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    Comment number 8.

    I thoroughly enjoyed this programme, possibly the best radio I have heard all year. In contrast to some others I found the professionals to be thoughtful and very caring, they struggled to do the right thing for their patient and were very aware of their legal obligations. There is no way such a pneumonia could have been treated anywhere other than an ITU

  • rate this
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    Comment number 9.

    Re the general situation you're describing, I'm not autistic but I've been a patient in situations that you've described. What disturbs me is the view you're presenting that the medics seem to have the view that it's better for the person to alert, breathing and restrained no matter how uncomfortable it may be. I think there are wider questions here that need to be addressed

  • rate this
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    Comment number 10.

    I am a senior intensive care nurse and lecturer in intensive care nursing and I am a parent to a child with severe communication and socialisation difficulties on the autistic spectrum. I have recently had the need to take my child to hospital after they knocked themselves out. From the paramedics to nurses to medical staff it is very apparent that they are all exceptionally good at their job but completely hopeless at managing a situation that they do not understand or fits within their preconceived norms. When I told the medical staff not to ask my child direct yes/no questions as they always answer 'yes', the medical and nursing staff were unable to adapt their questioning style so they got a mixed picture that my child felt ill and better at the same time. Things only become clear when someone who was familiar with the child got involved.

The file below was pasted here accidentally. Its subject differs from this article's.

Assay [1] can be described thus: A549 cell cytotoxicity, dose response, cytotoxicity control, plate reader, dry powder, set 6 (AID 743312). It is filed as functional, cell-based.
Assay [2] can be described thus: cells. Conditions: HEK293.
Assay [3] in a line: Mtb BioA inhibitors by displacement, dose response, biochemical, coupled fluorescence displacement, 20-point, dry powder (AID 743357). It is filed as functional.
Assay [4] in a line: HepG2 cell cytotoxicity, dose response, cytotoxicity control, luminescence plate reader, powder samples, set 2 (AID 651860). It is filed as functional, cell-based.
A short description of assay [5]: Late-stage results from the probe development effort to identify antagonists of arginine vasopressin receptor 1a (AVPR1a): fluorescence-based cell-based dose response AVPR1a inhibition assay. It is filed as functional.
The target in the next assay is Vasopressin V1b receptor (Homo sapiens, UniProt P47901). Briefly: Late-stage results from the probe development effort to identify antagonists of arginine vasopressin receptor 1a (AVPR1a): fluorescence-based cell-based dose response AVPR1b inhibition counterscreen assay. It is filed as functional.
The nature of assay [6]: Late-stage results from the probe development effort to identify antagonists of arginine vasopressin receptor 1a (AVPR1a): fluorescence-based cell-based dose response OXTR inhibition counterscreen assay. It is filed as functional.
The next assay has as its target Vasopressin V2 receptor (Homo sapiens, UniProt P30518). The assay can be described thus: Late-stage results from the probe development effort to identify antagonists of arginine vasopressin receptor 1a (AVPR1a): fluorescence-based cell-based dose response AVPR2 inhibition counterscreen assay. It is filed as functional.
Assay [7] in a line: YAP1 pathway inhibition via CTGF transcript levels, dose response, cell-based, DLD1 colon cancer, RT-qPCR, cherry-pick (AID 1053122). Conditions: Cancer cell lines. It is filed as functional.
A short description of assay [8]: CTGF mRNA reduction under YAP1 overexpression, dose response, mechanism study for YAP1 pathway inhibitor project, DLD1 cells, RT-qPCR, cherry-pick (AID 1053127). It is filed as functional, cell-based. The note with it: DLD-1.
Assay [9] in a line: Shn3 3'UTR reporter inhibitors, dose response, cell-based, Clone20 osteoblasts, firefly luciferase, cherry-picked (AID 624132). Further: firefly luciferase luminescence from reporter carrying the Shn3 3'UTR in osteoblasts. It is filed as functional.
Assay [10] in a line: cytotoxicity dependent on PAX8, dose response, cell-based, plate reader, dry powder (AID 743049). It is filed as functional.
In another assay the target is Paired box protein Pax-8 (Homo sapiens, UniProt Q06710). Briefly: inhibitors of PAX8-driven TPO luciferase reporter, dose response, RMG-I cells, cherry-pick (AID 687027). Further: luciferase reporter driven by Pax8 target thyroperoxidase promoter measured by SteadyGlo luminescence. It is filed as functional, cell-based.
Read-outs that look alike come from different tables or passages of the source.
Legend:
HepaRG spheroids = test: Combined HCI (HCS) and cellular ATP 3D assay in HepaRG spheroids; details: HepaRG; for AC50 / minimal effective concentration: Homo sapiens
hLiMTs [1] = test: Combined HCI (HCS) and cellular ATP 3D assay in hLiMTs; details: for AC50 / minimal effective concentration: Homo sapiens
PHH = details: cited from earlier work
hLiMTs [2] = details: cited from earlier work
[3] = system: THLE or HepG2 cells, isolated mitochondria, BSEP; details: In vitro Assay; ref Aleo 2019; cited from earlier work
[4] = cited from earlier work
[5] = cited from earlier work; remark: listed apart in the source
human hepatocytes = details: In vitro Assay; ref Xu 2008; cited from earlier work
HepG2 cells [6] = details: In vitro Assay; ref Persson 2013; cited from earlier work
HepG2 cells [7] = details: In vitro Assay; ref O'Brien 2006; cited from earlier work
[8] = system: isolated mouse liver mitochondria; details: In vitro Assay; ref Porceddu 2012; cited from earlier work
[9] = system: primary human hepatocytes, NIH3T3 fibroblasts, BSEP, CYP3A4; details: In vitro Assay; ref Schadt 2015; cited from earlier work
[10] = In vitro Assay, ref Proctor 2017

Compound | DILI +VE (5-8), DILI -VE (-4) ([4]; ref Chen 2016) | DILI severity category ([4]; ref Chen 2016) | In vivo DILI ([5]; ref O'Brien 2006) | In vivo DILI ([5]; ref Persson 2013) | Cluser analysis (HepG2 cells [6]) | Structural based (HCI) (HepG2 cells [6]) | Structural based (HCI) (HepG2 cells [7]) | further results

In this case it is very sad that the learning disability nurse and carers, who I would imagine had no experience of intensive care and may have been slightly reticent and intimidated about pushing their case, weren't given a higher profile in the management and communication with the patient. It is clear from listening and reading the story that the medical and nursing staff seem to be having difficulty in distinguishing between psychosis which is very common in intensive care patients and someone who has a learning disability and does not have the ability to communicate in a way doctors and nurses understand. My advice is speak to a specialist and allow the specialist to lead the situation and don't try and get patients with learning disabilities to conform to our perceived norms, it will not happen. You need to learn new ways of doing things. I have been in situations of managing patients with acute psychosis so many times in my 25 years of intensive care practice and from the learning I have had to do with my child I now manage things very differently. I now tolerate the different ways patients react and change the way I work and communicate and I believe I have managed to prevent re-ventilation many many times.